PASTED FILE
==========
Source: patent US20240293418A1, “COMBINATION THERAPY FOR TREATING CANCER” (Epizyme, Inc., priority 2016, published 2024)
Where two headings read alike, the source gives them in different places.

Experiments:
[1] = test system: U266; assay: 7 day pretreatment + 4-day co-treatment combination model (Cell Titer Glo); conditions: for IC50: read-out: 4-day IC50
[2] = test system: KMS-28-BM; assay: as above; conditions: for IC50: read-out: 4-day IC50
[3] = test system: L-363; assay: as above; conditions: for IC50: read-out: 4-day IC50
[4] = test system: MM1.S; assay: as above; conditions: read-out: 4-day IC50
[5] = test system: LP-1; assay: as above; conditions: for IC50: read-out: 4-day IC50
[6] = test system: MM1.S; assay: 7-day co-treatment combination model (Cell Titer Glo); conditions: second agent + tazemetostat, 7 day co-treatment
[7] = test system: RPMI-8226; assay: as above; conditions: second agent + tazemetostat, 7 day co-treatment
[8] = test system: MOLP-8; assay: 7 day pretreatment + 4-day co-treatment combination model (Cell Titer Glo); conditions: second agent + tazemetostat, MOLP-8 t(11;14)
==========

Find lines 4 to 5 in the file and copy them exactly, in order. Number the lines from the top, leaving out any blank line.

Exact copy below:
[1] = test system: U266; assay: 7 day pretreatment + 4-day co-treatment combination model (Cell Titer Glo); conditions: for IC50: read-out: 4-day IC50
[2] = test system: KMS-28-BM; assay: as above; conditions: for IC50: read-out: 4-day IC50